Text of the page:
BMS’ Immuno-Oncology Drug Opdivo Stumbles Over NSCLC Trial
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Bristol-Myers Squibb has reported that Opdivo (nivolumab), its immuno-oncology anti-cancer drug, did not meet its primary endpoint in a trial investigating the use of the drug as a monotherapy in patients with previously untreated advanced non-small cell lung cancer (NSCLC) whose tumors expressed PD-L1 at ≥ 5%. The company will complete an evaluation of the trial's data and work with investigators on the future presentation of the results.

BMS' Opdivo is a human antibody designed to alleviate immune suppression. It is indicated for the treatment of patients with NSCLC with progression on or after platinum-based chemotherapy. In the US, Opdivo is approved as a single agent for treating BRAF V600 wild-type unresectable or metastatic melanoma and as a single agent for treating BRAF V600 mutation-positive unresectable or metastatic melanoma. It is also approved in combination with Yervoy (ipilimumab) for treating unresectable or metastatic melanoma and for treating advanced renal cell carcinoma that has received prior anti-angiogenic therapy. It is also approved for treating patients with classical Hodgkin lymphoma that has relapsed or progressed after autologous hematopoietic stem cell transplantation and post-transplantation brentuximab vedotin.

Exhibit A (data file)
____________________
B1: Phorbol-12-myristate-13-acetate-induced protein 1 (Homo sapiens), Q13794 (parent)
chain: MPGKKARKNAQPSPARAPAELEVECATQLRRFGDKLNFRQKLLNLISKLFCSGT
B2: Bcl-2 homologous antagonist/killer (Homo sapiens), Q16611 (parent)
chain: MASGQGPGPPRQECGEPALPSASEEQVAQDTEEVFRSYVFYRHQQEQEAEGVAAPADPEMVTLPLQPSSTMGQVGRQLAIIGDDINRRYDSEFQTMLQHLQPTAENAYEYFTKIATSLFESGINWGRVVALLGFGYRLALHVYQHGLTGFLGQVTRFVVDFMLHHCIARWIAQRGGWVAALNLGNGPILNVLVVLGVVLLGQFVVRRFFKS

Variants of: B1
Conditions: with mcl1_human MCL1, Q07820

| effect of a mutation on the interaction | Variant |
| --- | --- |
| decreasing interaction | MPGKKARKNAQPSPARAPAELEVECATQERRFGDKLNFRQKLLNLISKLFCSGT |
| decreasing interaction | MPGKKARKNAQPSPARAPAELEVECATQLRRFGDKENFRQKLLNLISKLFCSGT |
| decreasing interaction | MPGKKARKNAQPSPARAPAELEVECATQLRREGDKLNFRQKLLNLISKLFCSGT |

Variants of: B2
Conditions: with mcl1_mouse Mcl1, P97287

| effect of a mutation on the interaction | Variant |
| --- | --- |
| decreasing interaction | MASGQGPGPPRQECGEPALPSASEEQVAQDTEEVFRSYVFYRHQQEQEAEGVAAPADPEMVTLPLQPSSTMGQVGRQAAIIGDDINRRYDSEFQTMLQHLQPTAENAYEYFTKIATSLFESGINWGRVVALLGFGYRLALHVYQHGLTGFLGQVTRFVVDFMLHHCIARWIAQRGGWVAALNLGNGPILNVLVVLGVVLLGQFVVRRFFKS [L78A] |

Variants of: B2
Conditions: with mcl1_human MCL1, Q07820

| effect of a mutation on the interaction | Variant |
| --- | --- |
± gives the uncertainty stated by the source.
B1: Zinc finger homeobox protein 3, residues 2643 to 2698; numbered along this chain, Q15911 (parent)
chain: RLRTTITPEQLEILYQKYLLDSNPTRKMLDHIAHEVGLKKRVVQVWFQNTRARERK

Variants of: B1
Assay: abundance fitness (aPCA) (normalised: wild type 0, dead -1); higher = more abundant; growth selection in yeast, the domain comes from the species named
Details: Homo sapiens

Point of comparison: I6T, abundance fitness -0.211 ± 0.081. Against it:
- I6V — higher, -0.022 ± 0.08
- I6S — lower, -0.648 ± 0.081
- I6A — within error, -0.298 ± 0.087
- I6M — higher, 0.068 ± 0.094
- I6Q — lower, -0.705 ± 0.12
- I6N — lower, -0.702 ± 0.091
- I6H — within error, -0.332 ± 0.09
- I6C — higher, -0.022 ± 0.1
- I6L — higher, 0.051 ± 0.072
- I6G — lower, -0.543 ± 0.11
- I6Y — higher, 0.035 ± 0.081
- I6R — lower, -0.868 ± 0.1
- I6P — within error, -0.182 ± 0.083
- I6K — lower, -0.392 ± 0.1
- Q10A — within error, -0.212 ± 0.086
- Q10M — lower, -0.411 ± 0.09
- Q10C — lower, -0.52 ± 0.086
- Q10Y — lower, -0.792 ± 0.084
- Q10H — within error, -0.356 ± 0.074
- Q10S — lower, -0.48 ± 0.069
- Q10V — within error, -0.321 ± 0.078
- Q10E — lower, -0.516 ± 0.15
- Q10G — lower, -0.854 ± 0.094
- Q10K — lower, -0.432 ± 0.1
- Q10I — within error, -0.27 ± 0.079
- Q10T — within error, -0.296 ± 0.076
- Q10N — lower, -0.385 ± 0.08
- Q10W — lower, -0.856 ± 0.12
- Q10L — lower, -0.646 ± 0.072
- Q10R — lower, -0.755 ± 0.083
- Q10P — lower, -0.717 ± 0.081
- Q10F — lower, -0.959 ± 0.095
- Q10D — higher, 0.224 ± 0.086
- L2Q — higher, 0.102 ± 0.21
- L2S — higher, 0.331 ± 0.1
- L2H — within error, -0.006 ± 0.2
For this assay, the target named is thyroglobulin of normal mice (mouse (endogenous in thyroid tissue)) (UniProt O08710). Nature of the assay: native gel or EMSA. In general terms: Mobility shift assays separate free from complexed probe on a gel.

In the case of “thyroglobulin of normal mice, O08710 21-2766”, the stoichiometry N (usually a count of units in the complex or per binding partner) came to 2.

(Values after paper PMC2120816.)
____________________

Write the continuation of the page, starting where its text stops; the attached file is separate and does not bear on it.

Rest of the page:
Opdivo is projected to be a blockbuster drug by some analysts. In 2015, it had global sales of $942 million, and a recent Thomson Reuters analysis
projects that 2019 sales will reach nearly $8.9 billion.

Source: Bristol-Myers Squibb

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